• Leadership in Ministry Workshops transition

Columbia Theological Seminary formally announced the transition of the Leadership in Ministry workshops (LIM) to its Center for Lifelong Learning. Founded in 1992 by Dr. Lawrence Matthews, this clergy leadership workshop has been helping pastors, congregational leaders, and organizational leaders grow in competence through a theory-based, peer-learning model. Matthews served as coordinator through 2010. Dr. Robert Dibble has served as the coordinator since then, continuing the workshops at three locations. In 2014 a workshop was started at the Center for Lifelong Learning on the campus of Columbia Theological Seminary. Beginning in the spring of 2017 the Center for Lifelong Learning (CLL) at Columbia Theological Seminary will assume coordination of workshops at the Lost River, West Virginia; Boston, Massachusetts; and Portland, Oregon sites. Learn more at

  • New look, new logo for Columbia Theological Seminary

Last fall, the Board of Trustees at Columbia Theological Seminary commissioned an effort to rebrand the seminary leading up to the development of a new website. A full explanation of the process and a first look at the new logo may be seen at

McCormick Theological Seminary

  • Sights and sounds of celebration: McCormick’s 182nd commencement service

On May 7, 2016, McCormick’s Commencement service was held at St. Thomas the Apostle Roman Catholic church celebrating more than 40 graduates who received their certificates and degrees from President Rev. Dr. Frank Yamada; Dr. Theodore Hiebert, Dean of the Faculty and Vice President of Academic Affairs; and Rev. Dr. David Van Dyke, Trustee.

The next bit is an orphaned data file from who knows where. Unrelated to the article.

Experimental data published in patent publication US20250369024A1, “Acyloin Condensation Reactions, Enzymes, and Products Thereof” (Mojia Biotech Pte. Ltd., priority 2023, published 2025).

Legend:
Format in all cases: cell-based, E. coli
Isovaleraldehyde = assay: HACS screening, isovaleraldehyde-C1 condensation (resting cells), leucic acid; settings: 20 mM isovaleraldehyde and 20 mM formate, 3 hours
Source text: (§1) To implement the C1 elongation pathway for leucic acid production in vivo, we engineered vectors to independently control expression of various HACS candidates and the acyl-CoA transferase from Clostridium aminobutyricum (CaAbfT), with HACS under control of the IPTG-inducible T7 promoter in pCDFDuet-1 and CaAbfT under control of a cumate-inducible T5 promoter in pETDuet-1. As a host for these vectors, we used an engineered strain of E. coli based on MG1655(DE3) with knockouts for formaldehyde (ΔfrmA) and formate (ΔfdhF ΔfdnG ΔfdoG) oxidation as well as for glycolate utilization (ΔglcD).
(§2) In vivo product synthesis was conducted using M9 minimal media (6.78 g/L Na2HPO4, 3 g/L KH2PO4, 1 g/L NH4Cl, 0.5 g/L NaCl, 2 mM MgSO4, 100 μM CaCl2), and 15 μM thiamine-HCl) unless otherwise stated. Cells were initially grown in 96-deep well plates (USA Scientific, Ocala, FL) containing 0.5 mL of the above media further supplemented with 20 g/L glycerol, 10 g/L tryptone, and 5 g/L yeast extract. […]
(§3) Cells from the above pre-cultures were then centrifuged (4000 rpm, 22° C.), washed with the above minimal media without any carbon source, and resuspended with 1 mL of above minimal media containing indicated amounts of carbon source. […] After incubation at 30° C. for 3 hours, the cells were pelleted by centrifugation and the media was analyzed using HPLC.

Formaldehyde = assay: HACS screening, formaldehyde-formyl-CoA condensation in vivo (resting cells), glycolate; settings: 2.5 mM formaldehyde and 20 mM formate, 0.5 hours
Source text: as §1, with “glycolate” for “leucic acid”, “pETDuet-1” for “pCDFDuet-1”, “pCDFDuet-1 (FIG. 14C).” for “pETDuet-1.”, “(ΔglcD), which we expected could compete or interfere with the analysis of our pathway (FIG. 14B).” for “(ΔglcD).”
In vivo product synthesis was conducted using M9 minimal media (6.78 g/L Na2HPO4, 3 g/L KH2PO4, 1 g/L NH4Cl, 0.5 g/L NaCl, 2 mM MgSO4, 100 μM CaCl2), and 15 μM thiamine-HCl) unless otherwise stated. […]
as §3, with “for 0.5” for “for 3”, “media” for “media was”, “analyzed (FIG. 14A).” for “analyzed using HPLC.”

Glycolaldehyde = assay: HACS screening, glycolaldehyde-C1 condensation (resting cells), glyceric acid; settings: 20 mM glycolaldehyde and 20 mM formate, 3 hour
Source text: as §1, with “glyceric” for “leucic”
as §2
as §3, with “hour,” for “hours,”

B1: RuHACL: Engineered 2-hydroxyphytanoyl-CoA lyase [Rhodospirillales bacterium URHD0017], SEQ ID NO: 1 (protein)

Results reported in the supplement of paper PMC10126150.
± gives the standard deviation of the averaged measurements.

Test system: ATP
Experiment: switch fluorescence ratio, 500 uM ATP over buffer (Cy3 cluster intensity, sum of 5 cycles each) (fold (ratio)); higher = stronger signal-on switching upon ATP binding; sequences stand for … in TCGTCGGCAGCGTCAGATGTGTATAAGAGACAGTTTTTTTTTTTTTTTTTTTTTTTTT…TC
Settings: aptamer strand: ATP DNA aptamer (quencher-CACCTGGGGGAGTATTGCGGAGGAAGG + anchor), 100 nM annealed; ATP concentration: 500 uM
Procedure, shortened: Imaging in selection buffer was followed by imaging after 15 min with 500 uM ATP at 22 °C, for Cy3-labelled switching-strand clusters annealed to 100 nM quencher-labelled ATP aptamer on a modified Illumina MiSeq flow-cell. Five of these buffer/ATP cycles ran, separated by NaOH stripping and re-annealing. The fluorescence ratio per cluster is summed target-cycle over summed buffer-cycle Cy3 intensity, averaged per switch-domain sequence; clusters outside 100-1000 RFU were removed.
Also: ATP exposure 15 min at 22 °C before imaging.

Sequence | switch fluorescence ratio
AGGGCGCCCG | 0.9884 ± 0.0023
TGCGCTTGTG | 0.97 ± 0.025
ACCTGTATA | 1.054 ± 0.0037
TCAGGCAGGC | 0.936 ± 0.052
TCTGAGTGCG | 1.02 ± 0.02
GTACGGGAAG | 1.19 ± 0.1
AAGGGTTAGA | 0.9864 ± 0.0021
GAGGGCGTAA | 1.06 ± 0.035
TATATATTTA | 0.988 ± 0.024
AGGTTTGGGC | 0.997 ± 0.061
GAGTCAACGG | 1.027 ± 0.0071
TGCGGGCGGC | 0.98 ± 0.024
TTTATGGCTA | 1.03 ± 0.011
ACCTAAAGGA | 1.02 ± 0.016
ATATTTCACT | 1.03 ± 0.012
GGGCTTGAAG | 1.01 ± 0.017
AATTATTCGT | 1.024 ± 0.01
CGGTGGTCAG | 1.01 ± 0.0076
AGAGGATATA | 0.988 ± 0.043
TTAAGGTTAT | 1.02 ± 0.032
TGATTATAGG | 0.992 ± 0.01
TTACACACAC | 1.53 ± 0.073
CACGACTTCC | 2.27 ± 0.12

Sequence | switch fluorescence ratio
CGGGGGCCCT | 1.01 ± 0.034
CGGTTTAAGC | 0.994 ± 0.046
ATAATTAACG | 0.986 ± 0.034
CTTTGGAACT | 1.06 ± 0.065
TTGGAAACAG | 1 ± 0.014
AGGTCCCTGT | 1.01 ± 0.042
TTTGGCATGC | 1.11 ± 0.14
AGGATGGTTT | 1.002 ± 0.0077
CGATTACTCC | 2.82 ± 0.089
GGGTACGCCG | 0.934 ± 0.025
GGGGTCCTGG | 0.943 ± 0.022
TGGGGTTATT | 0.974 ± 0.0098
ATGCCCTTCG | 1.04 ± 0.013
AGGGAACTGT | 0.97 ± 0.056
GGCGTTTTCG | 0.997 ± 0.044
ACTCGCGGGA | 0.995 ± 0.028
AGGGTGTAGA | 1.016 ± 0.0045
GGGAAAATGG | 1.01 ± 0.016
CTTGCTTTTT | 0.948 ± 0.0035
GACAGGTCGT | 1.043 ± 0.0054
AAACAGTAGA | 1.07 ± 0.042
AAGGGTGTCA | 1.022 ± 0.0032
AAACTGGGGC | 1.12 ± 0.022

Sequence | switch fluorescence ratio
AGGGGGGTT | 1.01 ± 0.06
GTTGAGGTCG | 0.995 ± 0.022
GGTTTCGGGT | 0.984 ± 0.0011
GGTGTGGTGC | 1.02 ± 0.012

Bishop Yvette A. Flunder shared her experience with graduates, family, friends and the McCormick community and challenged them to take what they have learned to teach, preach and live the radically inclusive love of Jesus Christ during her commencement address.

“One of the miracles of Pentecost,” said Bishop Flunder, “was building unity. It’s the same miracle the church needs today so that it can move beyond the things that separate us to find the things that bind us together.”

In her words of invitation, inspiration, encouragement, and challenge, Bishop Flunder reminded graduates that calls to ministry today are different and are no longer exclusive to parish ministry. As to what was next for them, she asked the graduates, “What good is your theological education if you’re not able to be effective in the lives of people?” Bishop Flunder went on to say, “you have to understand them enough to interpret what you have heard here in a way that will be a blessing to those that God is sending you to.”

As part of McCormick’s ongoing commitment to the expansion of theological education, the research completed by Doctor of Ministry graduates will be made available to alumni and churches. Their papers address specific challenges in ministry, making them valuable resources for religious leaders.

  • Second Visionary Award honors Dr. William G. Enright

On October 13, 2016, McCormick Theological Seminary will present with great pleasure the second Visionary Award to alumnus and former trustee, Dr. William G. Enright (M.Th.’65). Dr. Enright is Senior Pastor Emeritus of Second Presbyterian Church, Indianapolis. He is founding Karen Lake Buttrey Director Emeritus of the Lake Institute on Faith and Giving. Dr. Enright is a director of Lilly Endowment, Inc., the Interfaith Youth Core in Chicago and the Foundation of the YMCA of Greater Indianapolis and a Life Trustee of Hanover College. Dr. Enright is a noted author, teacher, speaker, a powerful voice in the church on the importance of conversations about faith and money, and a visionary leader in the work of racial and interfaith reconciliation.